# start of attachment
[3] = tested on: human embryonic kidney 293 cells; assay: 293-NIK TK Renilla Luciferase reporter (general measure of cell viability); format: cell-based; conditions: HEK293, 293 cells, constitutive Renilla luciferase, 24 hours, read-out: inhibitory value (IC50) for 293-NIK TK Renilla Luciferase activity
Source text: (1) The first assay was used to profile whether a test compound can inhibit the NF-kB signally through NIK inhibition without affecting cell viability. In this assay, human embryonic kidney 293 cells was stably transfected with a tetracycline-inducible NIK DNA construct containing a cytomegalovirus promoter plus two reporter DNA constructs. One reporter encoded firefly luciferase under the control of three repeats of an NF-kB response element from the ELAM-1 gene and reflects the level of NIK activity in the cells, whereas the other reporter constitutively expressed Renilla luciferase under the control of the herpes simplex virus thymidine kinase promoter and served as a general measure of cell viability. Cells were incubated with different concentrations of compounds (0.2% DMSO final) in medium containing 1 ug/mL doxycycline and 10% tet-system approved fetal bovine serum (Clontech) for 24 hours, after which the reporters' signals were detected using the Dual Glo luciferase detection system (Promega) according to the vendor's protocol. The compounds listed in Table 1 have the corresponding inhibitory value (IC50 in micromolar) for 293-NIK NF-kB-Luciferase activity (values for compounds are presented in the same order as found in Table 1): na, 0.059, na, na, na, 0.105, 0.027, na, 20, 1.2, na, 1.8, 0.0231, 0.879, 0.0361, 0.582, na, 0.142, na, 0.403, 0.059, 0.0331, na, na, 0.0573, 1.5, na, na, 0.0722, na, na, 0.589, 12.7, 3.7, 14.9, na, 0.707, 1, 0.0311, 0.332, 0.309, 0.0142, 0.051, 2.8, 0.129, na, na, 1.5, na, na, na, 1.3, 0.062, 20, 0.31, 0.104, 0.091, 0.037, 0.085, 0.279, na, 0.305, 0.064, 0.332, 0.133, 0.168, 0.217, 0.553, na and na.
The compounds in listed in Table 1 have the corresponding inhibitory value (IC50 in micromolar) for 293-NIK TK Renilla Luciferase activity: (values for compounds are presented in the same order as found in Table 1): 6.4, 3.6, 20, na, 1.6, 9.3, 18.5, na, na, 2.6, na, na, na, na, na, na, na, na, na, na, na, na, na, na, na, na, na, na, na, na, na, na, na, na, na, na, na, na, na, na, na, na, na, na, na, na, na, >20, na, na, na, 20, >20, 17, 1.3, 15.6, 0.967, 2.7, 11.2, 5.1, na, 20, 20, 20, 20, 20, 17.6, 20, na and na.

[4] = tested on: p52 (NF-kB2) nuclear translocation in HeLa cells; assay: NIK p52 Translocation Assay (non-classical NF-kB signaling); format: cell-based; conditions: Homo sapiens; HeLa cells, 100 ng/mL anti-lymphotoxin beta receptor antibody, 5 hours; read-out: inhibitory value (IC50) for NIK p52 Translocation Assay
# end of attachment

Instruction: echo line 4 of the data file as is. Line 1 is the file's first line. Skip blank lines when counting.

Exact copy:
[4] = tested on: p52 (NF-kB2) nuclear translocation in HeLa cells; assay: NIK p52 Translocation Assay (non-classical NF-kB signaling); format: cell-based; conditions: Homo sapiens; HeLa cells, 100 ng/mL anti-lymphotoxin beta receptor antibody, 5 hours; read-out: inhibitory value (IC50) for NIK p52 Translocation Assay